Table 2 summarizes the clinical characteristics and autonomic symptoms of the patients with AAG. An antecedent event was reported in four patients shortly before the initiation of autonomic symptoms. In our study, major autonomic symptoms, including orthostatic, sicca, sudomotor, papillary, gastrointestinal, and urinary symptoms were analyzed. Orthostatic hypotension for orthostatic intolerance and gastrointestinal tract symptoms were observed in 20 (83.3%) patients and 22 (91.7%) patients, respectively. Gastrointestinal tract symptoms were composed of various digestive system problems, such as constipation (n = 14), early satiety (n = 4), vomiting (n = 4), abdominal pain (n = 4), anorexia (n = 4), diarrhea (n = 4), ileus (n = 3), alternate stool abnormality (n = 3), taste impairment (n = 1), and achalasia (n = 3). Pupillary dysfunction was observed in 11 patients, including two patients who had Adie’s tonic pupil. The initial symptoms of seropositive AAG/acute pandysautonomia (APD) in 15 patients (62.5%) were orthostatic hypotension, involving lightheadedness, orthostatic intolerance, or syncope. The autonomic manifestations of the anti-gAChR antibody-positive patients were widespread, and they affected both sympathetic and parasympathetic functions. However, 3 patients (Patient 6, 16, and 17) had only one symptom (disturbance of the digestive system, bladder dysfunction, and orthostatic hypotension, respectively). Patient 6 had a history of recurrent ileus and severe abdominal pain. She previously had an operation to remove a sigmoid volvulus 1 year before the onset of repeated ileus and abdominal pain. As for the other symptoms, attacks of coughing were observed in four patients (16.7%), and six patients (Patients 1, 5, 11, 12, 14, and 15) had a subjective numbness or superficial sensory disturbance in the extremities or trunk. Psychiatric symptoms were observed in three patients (Patient 8, 9, and 14). Patient 8 demonstrated infantilization after the onset of autonomic symptoms and had frequent syncope with emotional strain. Patient 9 showed memory disturbances and apathy in daily living, such as domestic duties. Patient 14 also demonstrated character changes, such as the tendency to act in a childish manner. Three patients with the following endocrine disorders: amenorrhea (Patient 4), syndrome of inappropriate secretion of antidiuretic hormone (SIADH) (Patient 14), and panhypopituitarism (Patient 15). Nine patients presented the other following autoimmune diseases: rheumatoid arthritis (n = 2), primary biliary cirrhosis (n = 2), secondary Sjögren's syndrome (n = 2), Still disease (n = 1), Hashimoto disease (n = 1), polymyalgia rheumatica (n = 1), systemic lupus erythematosus (n = 1), Graves’ disease (n = 1), and fibromyalgia (n = 1).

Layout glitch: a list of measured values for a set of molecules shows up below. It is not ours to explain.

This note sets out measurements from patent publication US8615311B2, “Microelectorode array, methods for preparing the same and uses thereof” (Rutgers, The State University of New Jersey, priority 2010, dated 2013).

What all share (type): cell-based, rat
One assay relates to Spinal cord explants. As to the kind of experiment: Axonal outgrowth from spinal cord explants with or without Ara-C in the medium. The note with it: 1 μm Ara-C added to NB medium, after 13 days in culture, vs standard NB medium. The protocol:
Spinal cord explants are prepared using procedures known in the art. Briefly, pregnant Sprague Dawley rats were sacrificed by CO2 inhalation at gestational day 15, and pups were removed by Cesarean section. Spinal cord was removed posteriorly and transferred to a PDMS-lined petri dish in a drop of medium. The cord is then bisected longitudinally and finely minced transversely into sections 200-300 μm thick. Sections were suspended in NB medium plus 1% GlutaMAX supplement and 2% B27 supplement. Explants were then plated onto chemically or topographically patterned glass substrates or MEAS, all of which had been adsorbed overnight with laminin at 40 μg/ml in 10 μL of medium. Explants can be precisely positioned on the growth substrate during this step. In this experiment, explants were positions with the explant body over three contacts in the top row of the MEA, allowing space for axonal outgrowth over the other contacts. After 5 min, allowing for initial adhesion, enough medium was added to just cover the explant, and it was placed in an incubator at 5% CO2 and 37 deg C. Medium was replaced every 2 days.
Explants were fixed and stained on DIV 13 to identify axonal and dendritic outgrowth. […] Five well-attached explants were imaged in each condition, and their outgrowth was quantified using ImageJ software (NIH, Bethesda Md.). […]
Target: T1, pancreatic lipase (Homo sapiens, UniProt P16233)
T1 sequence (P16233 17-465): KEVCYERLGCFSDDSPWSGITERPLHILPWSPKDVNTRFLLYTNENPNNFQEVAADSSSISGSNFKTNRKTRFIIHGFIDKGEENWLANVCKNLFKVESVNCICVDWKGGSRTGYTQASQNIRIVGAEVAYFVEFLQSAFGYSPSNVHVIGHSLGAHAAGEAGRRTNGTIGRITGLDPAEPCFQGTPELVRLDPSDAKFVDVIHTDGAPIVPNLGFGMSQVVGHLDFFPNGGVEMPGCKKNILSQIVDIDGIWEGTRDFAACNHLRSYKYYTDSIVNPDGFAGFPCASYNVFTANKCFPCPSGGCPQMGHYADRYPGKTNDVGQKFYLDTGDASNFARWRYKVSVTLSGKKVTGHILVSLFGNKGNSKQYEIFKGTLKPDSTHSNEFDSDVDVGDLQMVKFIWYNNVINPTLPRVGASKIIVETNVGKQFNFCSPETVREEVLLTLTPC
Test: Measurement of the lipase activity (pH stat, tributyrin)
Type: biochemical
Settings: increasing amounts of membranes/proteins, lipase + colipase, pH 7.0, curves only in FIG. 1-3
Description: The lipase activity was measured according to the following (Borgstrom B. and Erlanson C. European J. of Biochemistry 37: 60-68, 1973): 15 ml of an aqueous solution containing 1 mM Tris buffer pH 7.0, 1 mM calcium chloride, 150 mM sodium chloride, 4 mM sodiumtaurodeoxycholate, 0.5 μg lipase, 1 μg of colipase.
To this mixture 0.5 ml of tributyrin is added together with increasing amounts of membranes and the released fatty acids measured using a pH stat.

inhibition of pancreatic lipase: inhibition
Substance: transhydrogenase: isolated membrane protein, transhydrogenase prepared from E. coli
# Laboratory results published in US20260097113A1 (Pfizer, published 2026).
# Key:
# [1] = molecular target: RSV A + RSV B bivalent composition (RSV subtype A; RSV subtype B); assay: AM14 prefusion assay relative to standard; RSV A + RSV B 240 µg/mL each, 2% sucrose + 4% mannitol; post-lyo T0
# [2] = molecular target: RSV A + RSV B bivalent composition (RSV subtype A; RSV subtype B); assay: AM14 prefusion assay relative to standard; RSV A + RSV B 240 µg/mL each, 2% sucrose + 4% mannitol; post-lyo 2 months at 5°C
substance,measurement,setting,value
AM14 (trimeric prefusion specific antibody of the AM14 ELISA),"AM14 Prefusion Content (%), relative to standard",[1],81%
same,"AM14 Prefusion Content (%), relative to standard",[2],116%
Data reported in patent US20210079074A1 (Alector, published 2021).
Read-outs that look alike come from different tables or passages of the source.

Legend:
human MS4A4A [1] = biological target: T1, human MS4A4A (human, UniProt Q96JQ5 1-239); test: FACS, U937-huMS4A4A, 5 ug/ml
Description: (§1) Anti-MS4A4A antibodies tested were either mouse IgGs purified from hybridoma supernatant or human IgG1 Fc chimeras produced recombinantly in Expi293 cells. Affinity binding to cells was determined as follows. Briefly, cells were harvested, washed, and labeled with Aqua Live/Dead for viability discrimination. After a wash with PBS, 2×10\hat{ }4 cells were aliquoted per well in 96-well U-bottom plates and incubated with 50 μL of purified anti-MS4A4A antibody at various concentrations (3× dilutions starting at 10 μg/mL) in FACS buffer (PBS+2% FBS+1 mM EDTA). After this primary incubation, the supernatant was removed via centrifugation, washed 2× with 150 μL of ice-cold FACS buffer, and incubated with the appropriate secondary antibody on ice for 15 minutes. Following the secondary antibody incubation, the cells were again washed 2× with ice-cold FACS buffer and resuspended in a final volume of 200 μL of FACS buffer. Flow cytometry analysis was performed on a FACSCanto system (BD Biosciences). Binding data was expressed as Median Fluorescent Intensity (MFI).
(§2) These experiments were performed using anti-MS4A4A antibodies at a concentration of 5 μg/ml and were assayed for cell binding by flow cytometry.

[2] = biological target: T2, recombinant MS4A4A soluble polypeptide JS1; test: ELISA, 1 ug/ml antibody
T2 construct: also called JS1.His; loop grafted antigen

Table 2. Clinical and autonomic characteristics at baseline of anti-gAChR Ab positive AAG patients.

Autonomic function studies of the anti-gAChR antibody-positive patients with AAG